Mookie Betts, second baseman. Now what for the Dodgers?

Mookie Betts (Photo: Cody Bashore)

On the first day of the Winter Meetings, Dave Roberts — not Andrew Friedman — provided the biggest bit of roster news for the Dodgers.

That … was unexpected.

Mookie Betts, 31, has spent 85 games (585 innings) at second base in his four seasons as a Dodger — 70 (485) of which came during the 2023 season. He got more playing time there last season due to Miguel Vargas‘ struggles and Max Muncy‘s permanent move to the hot corner. At the pivot, Betts turned in six defensive runs saved (FanGraphs) and -1 outs above average (Baseball Savant). He’s plenty capable of playing second base, as he came up through the minors at the keystone. It also bodes well for his long-term future in the game, as outfield is generally agreed upon to be more a dangerous position to play in a generally non-contact game. The plan was likely that he’d move to the dirt at some point during his 12-year contract, but most probably thought it was coming in a few years.

The timing move isn’t the worst thing for him and the Dodgers. Betts’ defense has gone from “elite” to “good” as he has begun to age. He’s not as fast as he once was, but he’s still a premium athlete. Losing a step won’t matter much at second base, as there isn’t as much running involved there.

What this move does is make for some interesting days ahead when it comes to roster construction. Vargas’ struggles were disappointing, but he still has some potential. Michael Busch doesn’t really seem to be in the team’s long-term plans, so he becomes even more of a trade chip. Chris Taylor — currently slated as the starting left fielder against left-handed pitching — may not see a ton of time at second base now. Miguel Rojas has always fared better as a bench player, so he won’t be impacted too much. And it’s safe to say Jorbit Vivas‘ days on the 40-man roster appear to be numbered.

Vargas and Busch could be used to acquire help elsewhere. Something that could make some sense is going after a guy like Tyler Glasnow from the Rays. He’s set to make $25 million this year in the last year of his deal, and we know the Rays don’t actually like to pay their players high salaries. What makes a potential Glasnow acquisition even more intriguing is there’s a chance someone like Randy Arozarena could be part of a bigger package. Yes, the acquisition cost would jump substantially, but the 28-year-old won’t be a free agent until after the 2026 season and could lock down left field for the foreseeable future.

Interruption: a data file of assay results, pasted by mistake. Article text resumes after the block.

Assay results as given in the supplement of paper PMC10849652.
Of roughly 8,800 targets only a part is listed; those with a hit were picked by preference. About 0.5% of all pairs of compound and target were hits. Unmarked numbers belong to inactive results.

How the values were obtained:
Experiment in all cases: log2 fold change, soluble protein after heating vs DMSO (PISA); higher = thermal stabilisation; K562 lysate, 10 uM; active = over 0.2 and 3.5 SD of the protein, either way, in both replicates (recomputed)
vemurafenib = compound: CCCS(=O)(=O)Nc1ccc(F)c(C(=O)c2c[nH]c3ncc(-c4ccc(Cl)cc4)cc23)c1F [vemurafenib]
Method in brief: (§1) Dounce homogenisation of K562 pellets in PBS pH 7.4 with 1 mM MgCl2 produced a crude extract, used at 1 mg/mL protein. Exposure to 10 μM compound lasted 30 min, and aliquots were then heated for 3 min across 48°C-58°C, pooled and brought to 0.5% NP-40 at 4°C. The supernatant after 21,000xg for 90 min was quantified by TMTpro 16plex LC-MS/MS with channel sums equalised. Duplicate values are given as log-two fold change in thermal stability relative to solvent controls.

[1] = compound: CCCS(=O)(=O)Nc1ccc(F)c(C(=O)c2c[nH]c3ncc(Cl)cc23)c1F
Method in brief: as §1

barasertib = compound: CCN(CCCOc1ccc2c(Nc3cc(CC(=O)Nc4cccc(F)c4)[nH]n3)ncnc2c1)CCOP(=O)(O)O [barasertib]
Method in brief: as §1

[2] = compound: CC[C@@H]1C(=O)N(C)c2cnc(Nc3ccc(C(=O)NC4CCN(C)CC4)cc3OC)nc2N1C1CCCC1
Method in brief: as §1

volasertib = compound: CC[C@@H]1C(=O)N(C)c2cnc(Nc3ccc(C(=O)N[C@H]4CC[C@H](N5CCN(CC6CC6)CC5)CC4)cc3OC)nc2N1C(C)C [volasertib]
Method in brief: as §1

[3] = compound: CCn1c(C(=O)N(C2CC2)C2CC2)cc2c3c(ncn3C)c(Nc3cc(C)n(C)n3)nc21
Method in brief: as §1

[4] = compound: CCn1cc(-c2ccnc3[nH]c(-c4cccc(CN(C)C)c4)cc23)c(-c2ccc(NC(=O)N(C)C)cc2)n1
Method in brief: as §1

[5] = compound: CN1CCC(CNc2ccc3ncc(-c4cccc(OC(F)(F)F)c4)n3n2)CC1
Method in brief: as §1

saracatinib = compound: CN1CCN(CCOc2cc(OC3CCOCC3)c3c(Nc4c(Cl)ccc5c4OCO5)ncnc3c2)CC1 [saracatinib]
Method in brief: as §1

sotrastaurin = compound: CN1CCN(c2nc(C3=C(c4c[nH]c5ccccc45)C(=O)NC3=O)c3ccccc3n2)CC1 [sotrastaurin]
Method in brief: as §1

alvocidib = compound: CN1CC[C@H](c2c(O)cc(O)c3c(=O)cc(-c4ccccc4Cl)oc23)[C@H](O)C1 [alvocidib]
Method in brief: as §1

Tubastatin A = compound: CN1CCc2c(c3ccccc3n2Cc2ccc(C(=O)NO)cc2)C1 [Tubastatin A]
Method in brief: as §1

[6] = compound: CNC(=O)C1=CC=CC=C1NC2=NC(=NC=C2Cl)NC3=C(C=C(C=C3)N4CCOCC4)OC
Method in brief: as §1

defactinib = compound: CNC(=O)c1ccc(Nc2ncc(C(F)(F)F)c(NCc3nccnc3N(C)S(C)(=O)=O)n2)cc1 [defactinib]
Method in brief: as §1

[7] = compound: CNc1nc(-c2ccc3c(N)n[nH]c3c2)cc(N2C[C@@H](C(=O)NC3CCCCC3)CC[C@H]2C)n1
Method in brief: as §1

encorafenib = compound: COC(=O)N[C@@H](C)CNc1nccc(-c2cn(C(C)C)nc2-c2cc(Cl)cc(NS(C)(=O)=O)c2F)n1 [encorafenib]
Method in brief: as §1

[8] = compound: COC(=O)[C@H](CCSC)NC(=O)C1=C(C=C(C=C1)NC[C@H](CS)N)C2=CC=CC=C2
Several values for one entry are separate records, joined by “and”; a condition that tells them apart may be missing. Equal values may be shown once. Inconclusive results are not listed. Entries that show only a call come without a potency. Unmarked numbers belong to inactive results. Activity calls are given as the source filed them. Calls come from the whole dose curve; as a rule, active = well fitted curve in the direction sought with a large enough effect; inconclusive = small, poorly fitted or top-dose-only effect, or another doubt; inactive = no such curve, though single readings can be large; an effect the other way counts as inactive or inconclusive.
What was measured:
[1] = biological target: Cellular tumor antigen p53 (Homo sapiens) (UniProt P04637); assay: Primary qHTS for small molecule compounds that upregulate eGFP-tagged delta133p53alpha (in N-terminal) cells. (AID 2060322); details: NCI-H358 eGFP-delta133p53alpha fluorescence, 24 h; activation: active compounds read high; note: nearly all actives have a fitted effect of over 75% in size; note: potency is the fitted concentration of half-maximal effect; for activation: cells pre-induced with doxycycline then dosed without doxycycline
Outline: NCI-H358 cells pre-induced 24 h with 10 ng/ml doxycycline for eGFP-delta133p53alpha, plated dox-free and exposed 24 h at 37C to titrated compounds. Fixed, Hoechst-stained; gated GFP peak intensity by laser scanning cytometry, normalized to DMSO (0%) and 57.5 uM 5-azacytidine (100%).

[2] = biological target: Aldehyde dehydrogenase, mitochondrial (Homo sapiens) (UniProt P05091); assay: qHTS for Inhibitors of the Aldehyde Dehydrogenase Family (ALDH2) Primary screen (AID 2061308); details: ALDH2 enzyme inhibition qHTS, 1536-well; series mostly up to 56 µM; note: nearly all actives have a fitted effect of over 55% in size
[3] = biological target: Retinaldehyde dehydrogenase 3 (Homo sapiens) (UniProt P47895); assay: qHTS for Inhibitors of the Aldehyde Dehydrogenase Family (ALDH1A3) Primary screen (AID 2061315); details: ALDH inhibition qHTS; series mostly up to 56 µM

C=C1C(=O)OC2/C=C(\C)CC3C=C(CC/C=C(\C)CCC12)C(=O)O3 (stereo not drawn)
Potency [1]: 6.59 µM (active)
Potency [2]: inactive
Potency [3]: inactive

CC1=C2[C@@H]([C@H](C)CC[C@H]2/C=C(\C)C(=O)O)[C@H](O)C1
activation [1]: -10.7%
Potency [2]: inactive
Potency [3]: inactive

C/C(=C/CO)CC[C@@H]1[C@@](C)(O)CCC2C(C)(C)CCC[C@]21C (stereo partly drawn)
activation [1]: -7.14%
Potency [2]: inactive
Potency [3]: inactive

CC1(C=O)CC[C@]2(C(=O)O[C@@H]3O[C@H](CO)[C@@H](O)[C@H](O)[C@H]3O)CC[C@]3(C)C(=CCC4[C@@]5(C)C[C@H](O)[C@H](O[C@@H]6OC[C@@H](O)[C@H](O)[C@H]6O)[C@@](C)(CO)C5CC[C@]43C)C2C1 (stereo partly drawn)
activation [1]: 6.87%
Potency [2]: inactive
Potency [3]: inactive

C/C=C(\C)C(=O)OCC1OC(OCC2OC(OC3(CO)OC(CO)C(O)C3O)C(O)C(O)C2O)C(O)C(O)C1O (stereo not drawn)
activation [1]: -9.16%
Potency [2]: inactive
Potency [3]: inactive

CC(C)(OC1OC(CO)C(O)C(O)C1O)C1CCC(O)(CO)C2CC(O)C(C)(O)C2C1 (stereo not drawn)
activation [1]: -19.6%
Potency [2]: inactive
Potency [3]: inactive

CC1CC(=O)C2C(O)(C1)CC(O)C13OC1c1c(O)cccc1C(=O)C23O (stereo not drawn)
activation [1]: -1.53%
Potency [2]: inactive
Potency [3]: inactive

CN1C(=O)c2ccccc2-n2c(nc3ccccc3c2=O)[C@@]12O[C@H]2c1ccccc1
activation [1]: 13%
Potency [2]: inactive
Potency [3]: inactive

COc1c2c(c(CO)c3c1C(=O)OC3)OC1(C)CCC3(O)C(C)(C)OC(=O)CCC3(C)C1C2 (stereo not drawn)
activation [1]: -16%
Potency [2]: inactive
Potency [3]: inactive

The timeline for this move has accelerated, and how the Dodgers go about building the roster for 2024 (and beyond) has changed. Betts will probably still see time in right field, but his main home will be second base. The Dodgers still seem to be banking on Gavin Lux being the every day shortstop, while Betts’ move makes it easier to trade guys like Vargas and Busch, should other teams want them so the Dodgers can make improvements elsewhere.

Oh, and this move should have zero negative impact on pursuing Shohei Ohtani, who might decide where he’s signing sometime this week.

Here’s hoping for some action over the next few days.

About Dustin Nosler

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Dustin Nosler began writing about the Dodgers in July 2009 at his blog, Feelin' Kinda Blue. He co-hosted a weekly podcast with Jared Massey called Dugout Blues. He was a contributor/editor at The Hardball Times and True Blue LA. He graduated from California State University, Sacramento, with his bachelor’s degree in journalism and a minor in digital media. While at CSUS, he worked for the student-run newspaper The State Hornet for three years, culminating with a 1-year term as editor-in-chief. He resides in Stockton, Calif.